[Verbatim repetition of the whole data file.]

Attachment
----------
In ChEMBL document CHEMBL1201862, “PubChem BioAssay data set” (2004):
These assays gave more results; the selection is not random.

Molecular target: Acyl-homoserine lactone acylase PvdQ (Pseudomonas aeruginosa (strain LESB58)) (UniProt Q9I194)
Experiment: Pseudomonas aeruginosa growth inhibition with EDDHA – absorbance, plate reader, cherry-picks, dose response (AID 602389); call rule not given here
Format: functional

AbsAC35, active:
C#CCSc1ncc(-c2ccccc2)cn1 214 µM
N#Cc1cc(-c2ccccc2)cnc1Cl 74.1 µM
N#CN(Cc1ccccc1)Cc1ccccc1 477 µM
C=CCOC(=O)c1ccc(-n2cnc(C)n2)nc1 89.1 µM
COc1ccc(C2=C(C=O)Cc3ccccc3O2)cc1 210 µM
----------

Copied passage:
In ChEMBL document CHEMBL1201862, “PubChem BioAssay data set” (2004):
These assays gave more results; the selection is not random.

Molecular target: Acyl-homoserine lactone acylase PvdQ (Pseudomonas aeruginosa (strain LESB58)) (UniProt Q9I194)
Experiment: Pseudomonas aeruginosa growth inhibition with EDDHA – absorbance, plate reader, cherry-picks, dose response (AID 602389); call rule not given here
Format: functional

AbsAC35, active:
C#CCSc1ncc(-c2ccccc2)cn1 214 µM
N#Cc1cc(-c2ccccc2)cnc1Cl 74.1 µM
N#CN(Cc1ccccc1)Cc1ccccc1 477 µM
C=CCOC(=O)c1ccc(-n2cnc(C)n2)nc1 89.1 µM
COc1ccc(C2=C(C=O)Cc3ccccc3O2)cc1 210 µM